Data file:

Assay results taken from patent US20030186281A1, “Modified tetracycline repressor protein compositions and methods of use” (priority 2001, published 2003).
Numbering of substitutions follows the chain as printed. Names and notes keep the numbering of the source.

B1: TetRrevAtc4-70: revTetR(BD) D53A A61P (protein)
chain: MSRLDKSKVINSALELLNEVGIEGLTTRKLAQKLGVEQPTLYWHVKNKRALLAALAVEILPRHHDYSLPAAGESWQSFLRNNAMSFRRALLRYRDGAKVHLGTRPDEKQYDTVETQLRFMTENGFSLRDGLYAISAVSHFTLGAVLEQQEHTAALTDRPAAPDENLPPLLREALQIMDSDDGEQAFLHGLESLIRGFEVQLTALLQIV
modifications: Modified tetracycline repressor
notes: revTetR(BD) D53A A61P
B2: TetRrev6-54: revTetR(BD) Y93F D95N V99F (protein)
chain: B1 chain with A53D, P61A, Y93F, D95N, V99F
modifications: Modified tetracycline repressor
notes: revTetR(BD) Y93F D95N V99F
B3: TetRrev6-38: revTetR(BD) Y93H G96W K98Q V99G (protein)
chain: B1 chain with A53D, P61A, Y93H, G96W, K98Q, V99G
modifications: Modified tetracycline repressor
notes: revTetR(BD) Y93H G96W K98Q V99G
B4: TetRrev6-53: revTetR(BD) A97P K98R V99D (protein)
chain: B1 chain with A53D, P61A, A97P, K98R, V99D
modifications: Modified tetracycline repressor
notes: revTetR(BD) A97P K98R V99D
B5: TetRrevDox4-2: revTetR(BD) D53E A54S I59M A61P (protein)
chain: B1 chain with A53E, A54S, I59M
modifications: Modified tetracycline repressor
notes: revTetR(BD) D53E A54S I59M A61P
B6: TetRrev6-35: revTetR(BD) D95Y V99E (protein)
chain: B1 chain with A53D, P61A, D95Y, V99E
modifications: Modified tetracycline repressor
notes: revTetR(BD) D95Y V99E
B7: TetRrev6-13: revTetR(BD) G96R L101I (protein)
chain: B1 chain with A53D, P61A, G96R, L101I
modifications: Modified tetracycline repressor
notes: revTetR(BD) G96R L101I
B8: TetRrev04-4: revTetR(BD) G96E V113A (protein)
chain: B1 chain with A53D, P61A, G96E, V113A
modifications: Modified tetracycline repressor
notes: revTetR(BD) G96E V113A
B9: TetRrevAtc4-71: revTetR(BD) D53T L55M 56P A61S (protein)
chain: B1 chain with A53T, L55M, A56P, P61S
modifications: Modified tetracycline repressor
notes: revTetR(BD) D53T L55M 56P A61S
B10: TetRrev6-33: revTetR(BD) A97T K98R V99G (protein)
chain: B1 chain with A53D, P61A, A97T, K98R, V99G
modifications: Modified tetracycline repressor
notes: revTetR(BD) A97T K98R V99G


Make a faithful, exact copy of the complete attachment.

Assay results taken from patent US20030186281A1, “Modified tetracycline repressor protein compositions and methods of use” (priority 2001, published 2003).
Numbering of substitutions follows the chain as printed. Names and notes keep the numbering of the source.

B1: TetRrevAtc4-70: revTetR(BD) D53A A61P (protein)
chain: MSRLDKSKVINSALELLNEVGIEGLTTRKLAQKLGVEQPTLYWHVKNKRALLAALAVEILPRHHDYSLPAAGESWQSFLRNNAMSFRRALLRYRDGAKVHLGTRPDEKQYDTVETQLRFMTENGFSLRDGLYAISAVSHFTLGAVLEQQEHTAALTDRPAAPDENLPPLLREALQIMDSDDGEQAFLHGLESLIRGFEVQLTALLQIV
modifications: Modified tetracycline repressor
notes: revTetR(BD) D53A A61P
B2: TetRrev6-54: revTetR(BD) Y93F D95N V99F (protein)
chain: B1 chain with A53D, P61A, Y93F, D95N, V99F
modifications: Modified tetracycline repressor
notes: revTetR(BD) Y93F D95N V99F
B3: TetRrev6-38: revTetR(BD) Y93H G96W K98Q V99G (protein)
chain: B1 chain with A53D, P61A, Y93H, G96W, K98Q, V99G
modifications: Modified tetracycline repressor
notes: revTetR(BD) Y93H G96W K98Q V99G
B4: TetRrev6-53: revTetR(BD) A97P K98R V99D (protein)
chain: B1 chain with A53D, P61A, A97P, K98R, V99D
modifications: Modified tetracycline repressor
notes: revTetR(BD) A97P K98R V99D
B5: TetRrevDox4-2: revTetR(BD) D53E A54S I59M A61P (protein)
chain: B1 chain with A53E, A54S, I59M
modifications: Modified tetracycline repressor
notes: revTetR(BD) D53E A54S I59M A61P
B6: TetRrev6-35: revTetR(BD) D95Y V99E (protein)
chain: B1 chain with A53D, P61A, D95Y, V99E
modifications: Modified tetracycline repressor
notes: revTetR(BD) D95Y V99E
B7: TetRrev6-13: revTetR(BD) G96R L101I (protein)
chain: B1 chain with A53D, P61A, G96R, L101I
modifications: Modified tetracycline repressor
notes: revTetR(BD) G96R L101I
B8: TetRrev04-4: revTetR(BD) G96E V113A (protein)
chain: B1 chain with A53D, P61A, G96E, V113A
modifications: Modified tetracycline repressor
notes: revTetR(BD) G96E V113A
B9: TetRrevAtc4-71: revTetR(BD) D53T L55M 56P A61S (protein)
chain: B1 chain with A53T, L55M, A56P, P61S
modifications: Modified tetracycline repressor
notes: revTetR(BD) D53T L55M 56P A61S
B10: TetRrev6-33: revTetR(BD) A97T K98R V99G (protein)
chain: B1 chain with A53D, P61A, A97T, K98R, V99G
modifications: Modified tetracycline repressor
notes: revTetR(BD) A97T K98R V99G